Ways to Boost Your Immune System this Summer

Ways to Boost Your Immune System this Summer

Gerald Lombardo
Posted by Gerald Lombardo
Updated on

With the coronavirus continuing to impact a large number of people in South Florida, it is important that residents remain vigilant in their efforts to stay mentally and physically healthy. Overall health and wellness includes everything from exercising, to eating right, to keeping in touch with loved ones and, of course, maintaining a healthy diet. Here are some things to keep in mind this summer while we all work together to “flatten the curve” and return to normalcy as quickly and safely as possible.

1. Eat Your Vegetables

You need to eat your vegetables! Shoot for five servings of vegetables a day—raw, steamed, or stir-fried. A diet high in vegetables is associated with a reduced risk of developing cancers of the lung, colon, breast, cervix, esophagus, stomach, bladder, pancreas, and ovaries. And many of the most powerful phytonutrients are the ones with the boldest colors — such as broccoli, cabbage, carrots, tomatoes, grapes, and leafy greens.

If adding more fruits and vegetables sounds ominous, look to “finger food” versions that preschool kids love — carrot and celery sticks, cherry tomatoes, broccoli florets, grapes, berries, and dried fruits. All are nutritional powerhouses packed with antioxidants.

Remember Foods Over Supplements

Supplements are not a substitute for a good diet. Although many health experts recommend taking a multivitamin and mineral supplement that provides 100 to 200 percent of your recommended daily value, each and every supplement should be carefully evaluated for purity and safety. Specific supplements have been associated with toxicity, reactions with medications, competition with other nutrients, and even increased risk of diseases such as cancer, heart disease, and diabetes.

There is also something to be said for the increasingly popular trend of sipping bone broth. It turns out, your Mom was right, chicken soup can boost your immune system! Yes, the vegetables and other ingredients are good for you, but more and more health experts believe that a large portion of the benefit comes from the actual broth itself which includes high levels of collagen protein and other important minerals. You can either make your own bone broth from scratch or buy some that you just need to add to a hot cup of water and sip like tea. If you are going to buy bone broth, the key is to find one that is low sodium and, preferably, organic like the products offered by Osso Good Company.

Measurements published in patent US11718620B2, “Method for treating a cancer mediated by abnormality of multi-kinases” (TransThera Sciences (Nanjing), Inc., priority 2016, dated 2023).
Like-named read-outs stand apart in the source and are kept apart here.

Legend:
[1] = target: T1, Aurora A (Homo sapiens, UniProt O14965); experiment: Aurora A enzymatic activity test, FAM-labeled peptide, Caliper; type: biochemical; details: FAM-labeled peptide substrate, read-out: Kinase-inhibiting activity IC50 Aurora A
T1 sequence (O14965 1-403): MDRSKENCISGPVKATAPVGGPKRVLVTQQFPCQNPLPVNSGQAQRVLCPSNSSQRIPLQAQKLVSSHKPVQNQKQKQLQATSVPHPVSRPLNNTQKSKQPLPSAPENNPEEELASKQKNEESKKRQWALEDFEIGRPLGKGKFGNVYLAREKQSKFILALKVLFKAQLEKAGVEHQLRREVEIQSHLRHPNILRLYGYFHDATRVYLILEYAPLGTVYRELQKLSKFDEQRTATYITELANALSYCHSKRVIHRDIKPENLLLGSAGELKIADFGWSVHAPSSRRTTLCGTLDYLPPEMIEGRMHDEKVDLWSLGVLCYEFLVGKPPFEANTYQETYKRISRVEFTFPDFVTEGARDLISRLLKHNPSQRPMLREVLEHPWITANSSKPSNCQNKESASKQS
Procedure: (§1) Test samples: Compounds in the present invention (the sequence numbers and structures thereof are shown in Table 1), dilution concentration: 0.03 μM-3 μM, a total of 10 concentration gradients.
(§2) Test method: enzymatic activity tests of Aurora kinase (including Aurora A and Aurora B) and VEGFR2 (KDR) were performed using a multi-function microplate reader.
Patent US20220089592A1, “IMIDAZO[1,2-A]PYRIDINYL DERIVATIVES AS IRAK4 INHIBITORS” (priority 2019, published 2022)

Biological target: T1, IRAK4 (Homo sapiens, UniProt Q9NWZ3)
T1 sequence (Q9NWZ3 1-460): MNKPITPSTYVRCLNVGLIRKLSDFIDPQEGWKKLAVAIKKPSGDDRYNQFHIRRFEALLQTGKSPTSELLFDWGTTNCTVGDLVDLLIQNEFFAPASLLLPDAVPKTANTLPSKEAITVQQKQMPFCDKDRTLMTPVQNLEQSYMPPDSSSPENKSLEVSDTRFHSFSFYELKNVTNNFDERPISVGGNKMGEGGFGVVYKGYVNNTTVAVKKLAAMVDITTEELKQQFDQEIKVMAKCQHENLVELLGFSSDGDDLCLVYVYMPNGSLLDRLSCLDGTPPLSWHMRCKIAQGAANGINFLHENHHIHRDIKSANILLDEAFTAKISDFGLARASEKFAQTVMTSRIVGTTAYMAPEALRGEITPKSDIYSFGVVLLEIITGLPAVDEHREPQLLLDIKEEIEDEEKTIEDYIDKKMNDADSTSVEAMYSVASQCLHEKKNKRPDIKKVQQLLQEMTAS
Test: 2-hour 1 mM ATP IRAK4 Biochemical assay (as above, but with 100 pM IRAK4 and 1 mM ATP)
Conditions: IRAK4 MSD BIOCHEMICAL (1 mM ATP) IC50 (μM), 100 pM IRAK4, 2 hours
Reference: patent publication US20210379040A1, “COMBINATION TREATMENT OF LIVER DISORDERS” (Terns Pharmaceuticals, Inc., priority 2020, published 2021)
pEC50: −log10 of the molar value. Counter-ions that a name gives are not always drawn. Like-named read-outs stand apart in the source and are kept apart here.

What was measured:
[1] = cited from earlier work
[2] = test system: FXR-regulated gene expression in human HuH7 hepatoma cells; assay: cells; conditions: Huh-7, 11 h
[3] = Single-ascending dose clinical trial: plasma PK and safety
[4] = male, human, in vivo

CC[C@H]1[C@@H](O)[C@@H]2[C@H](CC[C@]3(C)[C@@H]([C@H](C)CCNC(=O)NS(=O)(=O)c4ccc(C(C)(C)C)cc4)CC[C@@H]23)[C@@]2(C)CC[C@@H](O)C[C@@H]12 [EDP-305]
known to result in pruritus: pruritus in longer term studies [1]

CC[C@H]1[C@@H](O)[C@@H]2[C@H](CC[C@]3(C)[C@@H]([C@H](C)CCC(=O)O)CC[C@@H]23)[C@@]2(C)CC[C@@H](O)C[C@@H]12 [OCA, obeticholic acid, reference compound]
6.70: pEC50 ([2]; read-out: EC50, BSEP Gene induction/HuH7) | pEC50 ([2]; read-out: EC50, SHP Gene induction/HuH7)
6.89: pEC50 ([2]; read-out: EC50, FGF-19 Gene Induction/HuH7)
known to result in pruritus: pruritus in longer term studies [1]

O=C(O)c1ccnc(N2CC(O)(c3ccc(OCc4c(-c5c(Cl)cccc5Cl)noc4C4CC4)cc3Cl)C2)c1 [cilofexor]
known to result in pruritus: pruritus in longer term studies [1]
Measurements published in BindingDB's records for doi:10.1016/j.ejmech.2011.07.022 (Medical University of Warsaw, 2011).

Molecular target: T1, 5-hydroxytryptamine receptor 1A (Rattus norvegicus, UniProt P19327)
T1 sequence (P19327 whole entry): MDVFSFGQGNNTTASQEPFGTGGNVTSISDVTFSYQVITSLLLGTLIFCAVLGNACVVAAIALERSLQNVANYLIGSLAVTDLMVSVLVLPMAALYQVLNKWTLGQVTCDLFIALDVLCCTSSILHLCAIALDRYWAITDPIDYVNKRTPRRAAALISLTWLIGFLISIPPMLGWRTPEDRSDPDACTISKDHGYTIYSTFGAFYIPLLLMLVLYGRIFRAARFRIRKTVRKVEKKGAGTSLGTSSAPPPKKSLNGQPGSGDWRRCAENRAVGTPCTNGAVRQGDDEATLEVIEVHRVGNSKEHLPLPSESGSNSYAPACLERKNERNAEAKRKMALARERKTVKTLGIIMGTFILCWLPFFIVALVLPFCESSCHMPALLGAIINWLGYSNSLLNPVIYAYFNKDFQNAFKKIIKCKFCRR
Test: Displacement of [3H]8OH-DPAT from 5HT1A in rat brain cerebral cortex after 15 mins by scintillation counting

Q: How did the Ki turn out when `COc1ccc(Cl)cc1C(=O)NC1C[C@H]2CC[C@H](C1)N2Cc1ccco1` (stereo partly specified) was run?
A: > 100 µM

2. Sleep

If you have trouble sleeping, try relaxation techniques such as meditation and yoga. Or eat a small bedtime snack of foods shown to help shift the body and mind into sleep mode: whole-grain cereal with milk, oatmeal, cherries, or chamomile tea. Darken your room more and turn your clock away from you. Write down worries or stressful thoughts to get them out of your head and onto the page. This will help you put them into perspective so you can quit worrying about them.

You want to get at least 7-hours of sleep per night. Yes, there are some people who can stay energized and healthy and slightly less sleep, and there are many who need more. It is important to find your ideal number of sleep hours and then to stick to those hours as consistently as possible. Doing so is referred to as having proper “sleep hygiene.”

3. Daily Physical Exercise

Did you know that daily exercise can reduce all of the biomarkers of aging? This includes improving eyesight, normalizing blood pressure, improving lean muscle, lowering cholesterol, and improving bone density. If you want to live well and live longer, you must exercise! Studies show that even ten minutes of exercise makes a difference — so do something! Crank the stereo and dance in your living room. Sign up for swing dancing or ballroom dancing lessons. Walk to the park with your kids or a neighbor you’d like to catch up with. Jump rope or play hopscotch. Spin a hula hoop. Play water volleyball. Bike to work. Jump on a trampoline. Go for a hike.

If you have back or knee problems but still want to get your daily outdoor cardio in there is a cool new option called an “outdoor elliptical” that you can try which provides you all the benefits of jogging without any of the knee or joint pain.

Start Small

Often the biggest deterrent to improving health is feeling overwhelmed by all the available advice and research. Try to focus first on one small, seemingly inconsequential, unhealthy habit and turn it into a healthy, positive habit. If you’re in the habit of eating as soon as you get home at night, instead, keep walking shoes in the garage or entryway and take a quick spin around the block before going inside. If you have a can of soda at lunchtime every day, have a glass of water two days a week instead. Starting with small, painless changes helps establish the mentality that healthy change is not necessarily a painful change. It’s easy to build from here by adding more healthy substitutions.

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